j.penny at bell.ac.uk
Thu Nov 21 06:55:50 EST 1996
rmewing at molbiol.ox.ac.uk wrote:
>J. Penny states that C4 plants tend to be monocotyledons...
>There are however, many dicot families which show C4 photosynthetic carbon
I suspect there may be confusion here between C4 photosynthesis and
CAM given that these two forms of photosynthesis involve similar
biochemical pathways but different approaches to the 'problem' of
separation of the initial CO2 fixation step and refixation after
decarboxylation has occurred. In C4 plants the separation is spatial
and those plants with true C4 photosynthesis (as opposed to C3-C4
intermediates) have a specialised leaf anatomy (mesophyll cells, PEP
carboxylase and bundle sheath cells, RUBISCO). CAM plants don't have
Kranz anatomy, instead separation of the intial fixation of CO2 to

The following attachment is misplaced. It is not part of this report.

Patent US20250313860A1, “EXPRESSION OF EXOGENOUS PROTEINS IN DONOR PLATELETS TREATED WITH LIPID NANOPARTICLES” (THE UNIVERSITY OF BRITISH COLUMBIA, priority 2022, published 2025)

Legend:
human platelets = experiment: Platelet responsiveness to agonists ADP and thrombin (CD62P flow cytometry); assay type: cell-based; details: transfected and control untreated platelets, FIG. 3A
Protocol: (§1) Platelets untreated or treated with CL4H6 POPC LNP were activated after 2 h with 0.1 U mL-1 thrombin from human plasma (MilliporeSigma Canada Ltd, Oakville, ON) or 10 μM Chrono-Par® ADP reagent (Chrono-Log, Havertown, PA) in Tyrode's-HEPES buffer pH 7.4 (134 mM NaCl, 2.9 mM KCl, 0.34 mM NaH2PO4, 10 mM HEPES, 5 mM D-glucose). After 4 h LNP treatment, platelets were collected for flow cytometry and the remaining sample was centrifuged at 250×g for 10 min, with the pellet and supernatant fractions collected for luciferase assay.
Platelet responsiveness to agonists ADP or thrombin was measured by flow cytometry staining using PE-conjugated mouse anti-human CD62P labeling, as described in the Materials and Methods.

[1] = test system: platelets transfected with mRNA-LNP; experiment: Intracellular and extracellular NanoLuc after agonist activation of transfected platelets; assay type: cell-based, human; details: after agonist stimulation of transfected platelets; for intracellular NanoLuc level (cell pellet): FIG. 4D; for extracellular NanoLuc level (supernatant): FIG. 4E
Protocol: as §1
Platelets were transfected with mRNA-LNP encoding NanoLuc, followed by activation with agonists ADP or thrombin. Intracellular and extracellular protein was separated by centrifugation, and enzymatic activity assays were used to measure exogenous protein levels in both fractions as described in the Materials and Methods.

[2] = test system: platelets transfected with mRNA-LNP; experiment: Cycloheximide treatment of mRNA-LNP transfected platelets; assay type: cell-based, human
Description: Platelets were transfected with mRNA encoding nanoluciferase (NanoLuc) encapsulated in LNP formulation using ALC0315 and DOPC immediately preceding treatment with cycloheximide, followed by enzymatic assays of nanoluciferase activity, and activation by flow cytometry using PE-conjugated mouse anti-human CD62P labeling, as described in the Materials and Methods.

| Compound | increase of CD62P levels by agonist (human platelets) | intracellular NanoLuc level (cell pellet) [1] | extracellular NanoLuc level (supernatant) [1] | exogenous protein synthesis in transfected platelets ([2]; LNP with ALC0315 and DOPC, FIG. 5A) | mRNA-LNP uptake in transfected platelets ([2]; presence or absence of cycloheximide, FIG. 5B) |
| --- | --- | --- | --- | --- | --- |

malate occurs at night and decarboxylation, and recarboxylation
forming PGA, occur during the day.
A useful reference is: Hall, DO, Scurlock, JMO, Bolhar-Nordenkampf,
HR, Leegood, RC & Long, SP (1993) Photosynthesis and Production in a
Changing Environment. Chapman & Hall, London. ISBN: 0 412 42910 1.
Years ago, when I was a PhD student working on Laminaria saccharina,
there was a lot of discussion in the literature about the possibility
of brown macroalgae like Macrocystis, Laminaria and Fucus having dark
fixation (essentially similar to CAM).
Does any know the current thinking on the nature of photosynthesis in
the algae ? Apart from teaching a 1st year class on Plant Biology, Ive
moved away from the subject into pollution ecology and environmental
management. One gets rusty incredibly quickly these days because there
is so much stuff to read
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